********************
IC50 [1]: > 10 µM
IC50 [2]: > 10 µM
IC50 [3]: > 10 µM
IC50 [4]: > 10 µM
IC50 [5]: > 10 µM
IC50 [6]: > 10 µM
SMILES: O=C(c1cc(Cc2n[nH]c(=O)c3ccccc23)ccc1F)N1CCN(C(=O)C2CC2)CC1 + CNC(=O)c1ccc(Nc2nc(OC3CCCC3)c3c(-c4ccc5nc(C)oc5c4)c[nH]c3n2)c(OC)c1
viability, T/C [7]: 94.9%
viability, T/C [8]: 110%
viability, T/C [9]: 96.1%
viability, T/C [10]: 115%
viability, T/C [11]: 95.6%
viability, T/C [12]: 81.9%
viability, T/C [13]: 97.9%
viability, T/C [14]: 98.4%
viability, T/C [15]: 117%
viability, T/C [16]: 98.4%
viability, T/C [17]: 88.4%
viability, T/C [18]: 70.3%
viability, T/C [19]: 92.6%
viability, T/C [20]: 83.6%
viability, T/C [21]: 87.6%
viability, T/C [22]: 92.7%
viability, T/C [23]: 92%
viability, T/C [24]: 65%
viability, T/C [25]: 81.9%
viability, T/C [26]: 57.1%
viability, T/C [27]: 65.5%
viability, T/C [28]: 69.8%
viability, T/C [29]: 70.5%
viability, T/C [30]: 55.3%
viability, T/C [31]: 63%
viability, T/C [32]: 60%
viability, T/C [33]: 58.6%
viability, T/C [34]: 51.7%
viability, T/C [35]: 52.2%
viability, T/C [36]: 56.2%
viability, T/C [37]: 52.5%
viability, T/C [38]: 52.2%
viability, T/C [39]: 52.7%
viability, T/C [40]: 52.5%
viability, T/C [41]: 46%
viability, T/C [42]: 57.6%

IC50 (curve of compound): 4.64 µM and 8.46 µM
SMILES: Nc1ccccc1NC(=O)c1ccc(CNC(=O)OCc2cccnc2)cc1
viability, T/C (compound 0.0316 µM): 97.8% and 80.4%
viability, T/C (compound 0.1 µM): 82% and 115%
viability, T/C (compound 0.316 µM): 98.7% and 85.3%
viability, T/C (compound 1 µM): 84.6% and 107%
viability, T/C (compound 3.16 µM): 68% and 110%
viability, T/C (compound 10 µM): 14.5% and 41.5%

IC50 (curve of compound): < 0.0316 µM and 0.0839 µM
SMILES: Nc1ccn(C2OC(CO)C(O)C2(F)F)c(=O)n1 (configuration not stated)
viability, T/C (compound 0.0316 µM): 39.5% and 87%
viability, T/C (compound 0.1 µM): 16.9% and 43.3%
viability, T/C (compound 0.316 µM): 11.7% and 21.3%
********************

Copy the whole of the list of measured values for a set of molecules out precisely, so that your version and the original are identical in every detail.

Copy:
IC50 [1]: > 10 µM
IC50 [2]: > 10 µM
IC50 [3]: > 10 µM
IC50 [4]: > 10 µM
IC50 [5]: > 10 µM
IC50 [6]: > 10 µM
SMILES: O=C(c1cc(Cc2n[nH]c(=O)c3ccccc23)ccc1F)N1CCN(C(=O)C2CC2)CC1 + CNC(=O)c1ccc(Nc2nc(OC3CCCC3)c3c(-c4ccc5nc(C)oc5c4)c[nH]c3n2)c(OC)c1
viability, T/C [7]: 94.9%
viability, T/C [8]: 110%
viability, T/C [9]: 96.1%
viability, T/C [10]: 115%
viability, T/C [11]: 95.6%
viability, T/C [12]: 81.9%
viability, T/C [13]: 97.9%
viability, T/C [14]: 98.4%
viability, T/C [15]: 117%
viability, T/C [16]: 98.4%
viability, T/C [17]: 88.4%
viability, T/C [18]: 70.3%
viability, T/C [19]: 92.6%
viability, T/C [20]: 83.6%
viability, T/C [21]: 87.6%
viability, T/C [22]: 92.7%
viability, T/C [23]: 92%
viability, T/C [24]: 65%
viability, T/C [25]: 81.9%
viability, T/C [26]: 57.1%
viability, T/C [27]: 65.5%
viability, T/C [28]: 69.8%
viability, T/C [29]: 70.5%
viability, T/C [30]: 55.3%
viability, T/C [31]: 63%
viability, T/C [32]: 60%
viability, T/C [33]: 58.6%
viability, T/C [34]: 51.7%
viability, T/C [35]: 52.2%
viability, T/C [36]: 56.2%
viability, T/C [37]: 52.5%
viability, T/C [38]: 52.2%
viability, T/C [39]: 52.7%
viability, T/C [40]: 52.5%
viability, T/C [41]: 46%
viability, T/C [42]: 57.6%

IC50 (curve of compound): 4.64 µM and 8.46 µM
SMILES: Nc1ccccc1NC(=O)c1ccc(CNC(=O)OCc2cccnc2)cc1
viability, T/C (compound 0.0316 µM): 97.8% and 80.4%
viability, T/C (compound 0.1 µM): 82% and 115%
viability, T/C (compound 0.316 µM): 98.7% and 85.3%
viability, T/C (compound 1 µM): 84.6% and 107%
viability, T/C (compound 3.16 µM): 68% and 110%
viability, T/C (compound 10 µM): 14.5% and 41.5%

IC50 (curve of compound): < 0.0316 µM and 0.0839 µM
SMILES: Nc1ccn(C2OC(CO)C(O)C2(F)F)c(=O)n1 (configuration not stated)
viability, T/C (compound 0.0316 µM): 39.5% and 87%
viability, T/C (compound 0.1 µM): 16.9% and 43.3%
viability, T/C (compound 0.316 µM): 11.7% and 21.3%